The Monaco Grand Prix Experience

monacoThe Monaco Grand Prix is a darling of many people. Actually, a good number of folks have always had the desire to do it. This is the ideal circuit if you want to be part of the full “yin and yang” F1 experience.

After landing at the Nice airport, you can take a bus, train, or taxi to Monaco. This journey takes around 40 minutes. As you take the road or rail trip into the city, you will have a breathtaking view of the harbour. Plenty of affordable accommodation is available in Monaco.

carsWhile in Monaco, the first thing that your eyes will definitely fall in love with is the classy Lamborghini’s and Ferrari’s. A couple of Audi’s are also present in this great city. A walk in Monaco will also lead you to the Automobile Club de Monaco shop that usually hosts some crowds from time to time. This shop stocks high quality F1 souvenirs. The Red Bull Energy Station, located along the Rascasse corner will also draw your attention.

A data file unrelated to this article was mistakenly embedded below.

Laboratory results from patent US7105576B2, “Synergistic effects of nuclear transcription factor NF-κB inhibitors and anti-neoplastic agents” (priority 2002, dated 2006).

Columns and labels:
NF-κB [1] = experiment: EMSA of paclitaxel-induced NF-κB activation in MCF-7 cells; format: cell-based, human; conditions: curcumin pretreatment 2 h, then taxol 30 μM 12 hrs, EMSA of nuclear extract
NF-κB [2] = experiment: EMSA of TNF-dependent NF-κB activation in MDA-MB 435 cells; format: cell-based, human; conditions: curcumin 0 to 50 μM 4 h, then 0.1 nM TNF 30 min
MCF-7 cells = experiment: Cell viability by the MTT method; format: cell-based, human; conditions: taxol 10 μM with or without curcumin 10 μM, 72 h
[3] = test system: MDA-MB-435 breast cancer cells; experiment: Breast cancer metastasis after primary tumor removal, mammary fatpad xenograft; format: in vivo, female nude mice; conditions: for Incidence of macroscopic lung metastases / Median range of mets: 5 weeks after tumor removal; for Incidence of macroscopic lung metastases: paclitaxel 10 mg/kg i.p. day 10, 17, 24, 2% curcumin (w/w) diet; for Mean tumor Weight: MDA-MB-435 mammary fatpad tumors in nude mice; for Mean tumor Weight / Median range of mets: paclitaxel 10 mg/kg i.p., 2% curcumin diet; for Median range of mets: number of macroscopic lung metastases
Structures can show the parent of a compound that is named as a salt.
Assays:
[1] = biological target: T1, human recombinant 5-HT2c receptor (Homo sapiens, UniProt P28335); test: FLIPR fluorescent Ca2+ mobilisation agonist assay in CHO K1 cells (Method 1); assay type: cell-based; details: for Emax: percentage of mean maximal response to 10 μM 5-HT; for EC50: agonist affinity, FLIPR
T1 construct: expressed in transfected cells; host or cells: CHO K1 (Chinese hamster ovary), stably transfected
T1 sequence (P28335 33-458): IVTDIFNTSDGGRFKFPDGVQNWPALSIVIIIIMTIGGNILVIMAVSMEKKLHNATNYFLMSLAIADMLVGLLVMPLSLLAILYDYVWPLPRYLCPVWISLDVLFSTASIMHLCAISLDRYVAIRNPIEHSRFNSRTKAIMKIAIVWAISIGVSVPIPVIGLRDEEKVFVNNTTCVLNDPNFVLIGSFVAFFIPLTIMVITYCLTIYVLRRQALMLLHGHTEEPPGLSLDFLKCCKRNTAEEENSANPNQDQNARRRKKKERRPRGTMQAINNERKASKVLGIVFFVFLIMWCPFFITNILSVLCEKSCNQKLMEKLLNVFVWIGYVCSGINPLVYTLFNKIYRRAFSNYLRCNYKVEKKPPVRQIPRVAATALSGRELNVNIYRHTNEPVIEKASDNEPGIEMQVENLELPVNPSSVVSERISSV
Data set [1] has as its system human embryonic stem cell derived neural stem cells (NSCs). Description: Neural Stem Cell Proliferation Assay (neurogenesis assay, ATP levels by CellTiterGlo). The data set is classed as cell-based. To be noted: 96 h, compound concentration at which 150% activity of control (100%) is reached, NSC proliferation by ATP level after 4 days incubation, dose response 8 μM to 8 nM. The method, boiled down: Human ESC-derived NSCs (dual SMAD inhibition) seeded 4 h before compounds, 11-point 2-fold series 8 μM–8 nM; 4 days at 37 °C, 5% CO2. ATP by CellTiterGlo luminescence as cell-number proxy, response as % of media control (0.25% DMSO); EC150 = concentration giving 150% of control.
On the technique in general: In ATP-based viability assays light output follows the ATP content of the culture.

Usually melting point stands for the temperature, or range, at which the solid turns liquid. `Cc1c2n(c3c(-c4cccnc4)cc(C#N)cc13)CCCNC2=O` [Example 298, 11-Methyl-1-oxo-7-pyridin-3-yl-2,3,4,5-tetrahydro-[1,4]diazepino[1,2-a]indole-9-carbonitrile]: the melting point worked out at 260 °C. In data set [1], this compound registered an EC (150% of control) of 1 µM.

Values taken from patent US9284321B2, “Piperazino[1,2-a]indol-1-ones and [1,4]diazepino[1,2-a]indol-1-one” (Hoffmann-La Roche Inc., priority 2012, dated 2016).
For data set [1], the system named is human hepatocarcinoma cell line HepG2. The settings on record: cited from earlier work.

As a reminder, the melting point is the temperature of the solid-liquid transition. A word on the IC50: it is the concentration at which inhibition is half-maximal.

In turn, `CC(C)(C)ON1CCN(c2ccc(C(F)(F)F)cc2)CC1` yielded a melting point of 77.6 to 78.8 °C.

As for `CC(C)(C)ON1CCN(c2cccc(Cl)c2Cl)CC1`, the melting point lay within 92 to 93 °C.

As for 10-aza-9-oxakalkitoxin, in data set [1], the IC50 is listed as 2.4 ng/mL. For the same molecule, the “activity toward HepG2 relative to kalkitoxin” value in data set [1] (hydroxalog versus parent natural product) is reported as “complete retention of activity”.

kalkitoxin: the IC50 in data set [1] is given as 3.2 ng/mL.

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Normally, Monaco is always full of life. However, whenever there is F1 running, the entire city changes for the best. You can catch the best F1 races in the morning, or afternoon. Be sure to find some long queues at the gates that wait for the racing track to open. You can choose to have a season ticket or one day ticket.

Be wowed by the huge piles of tyres that are stacked up because of lack of space. The huge TV screen on the field will leave you speechless. Meet some of the most popular celebrities as you head for your seats. Who knows, you can even stumble upon some of the most talented F1 drivers such as Lewis Hamilton, or Nico Roseberg. Take a selfie with the handsome Johnny Herbert. You can also grab a photo or two with your favourite F1 team.